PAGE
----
Drug adherence study shows that patients suffering despression often go off medication
NEW YORK A company that provides patient adherence and education programs released a study recently that examined adherence rates among patients on SSRI/SNRI antidepressant therapy.
The study, by Burlington, Mass.-based Adheris, found that patients new to antidepressant treatment and those who had restarted therapy after a lapse of six months or more were twice as likely to discontinue therapy in the first 30 days of treatment versus patients previously dispensed an antidepressant.
It also found that the greatest differences in the duration of antidepressant use were not among patients using different drugs, but among patients taking the same drug with different levels of prior experience with antidepressants.
The study appears in the September issue of the journal Clinical Therapeutics. It included more than 211,000 patients taking SSRI/SNRIs from 1,157 retail pharmacies across the country.
HealthPartners site helps Minneapolis area patients estimate healthcare costs
BLOOMINGTON, Minn. A healthcare organization has launched a Web site that quotes prices for 83 procedures at the primary care and radiology centers in its network in the Minneapolis-St. Paul metropolitan area.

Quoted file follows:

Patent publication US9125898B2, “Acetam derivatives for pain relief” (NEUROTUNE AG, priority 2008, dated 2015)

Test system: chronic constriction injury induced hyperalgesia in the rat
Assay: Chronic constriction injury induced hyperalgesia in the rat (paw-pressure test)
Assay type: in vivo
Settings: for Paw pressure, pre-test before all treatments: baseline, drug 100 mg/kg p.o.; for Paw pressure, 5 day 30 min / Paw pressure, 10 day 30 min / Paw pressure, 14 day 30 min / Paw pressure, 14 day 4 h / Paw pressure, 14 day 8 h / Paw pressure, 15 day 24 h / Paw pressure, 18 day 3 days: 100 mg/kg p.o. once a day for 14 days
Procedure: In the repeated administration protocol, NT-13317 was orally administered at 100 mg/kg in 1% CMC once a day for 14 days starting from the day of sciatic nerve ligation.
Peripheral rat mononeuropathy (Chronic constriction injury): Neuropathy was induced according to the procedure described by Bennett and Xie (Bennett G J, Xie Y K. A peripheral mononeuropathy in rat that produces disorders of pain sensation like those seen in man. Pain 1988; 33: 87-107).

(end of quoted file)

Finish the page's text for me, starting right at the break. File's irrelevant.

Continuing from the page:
The prices listed are for five high-volume service categories, including office visits, immunizations and vaccines, lab services, X-rays and CTs and MRIs. For example, a wrist X-ray at one of the clinics costs $61.60, while an influenza test costs $29.18.
“This is an important step forward in transparency because the information we provide is for specific prices rather than a range,” HealthPartners senior vice president for customer service and product innovation Scott Aebischer said. “This information is particularly useful for members who are paying out-of-pocket fees.”
FDA challenges Bayer’s TV commercial claims about Yaz
NEW YORK The Food and Drug Administration told Bayer in a letter Tuesday that two of the company’s TV commercials for its premenstrual dysphoric disorder drug Yaz are misleading.
The FDA said one commercial suggests the drug is approved for treating post-menopausal syndrome by saying it treats irritability, moodiness and bloating—symptoms common to PMDD and PMS. That commercial, which featured women hitting balloons while singing “We’re not gonna take it,” has been pulled.
The second commercial had the song “Good-Bye to You” and women releasing balloons with symptoms written on them. The FDA said evidence has not demonstrated that Yaz eliminates symptoms, even though the commercial suggests that it does.
Yaz (drospirenone and ethinyl estradiol) had global sales of $1.42 billion in 2007, according to Bayer financial data.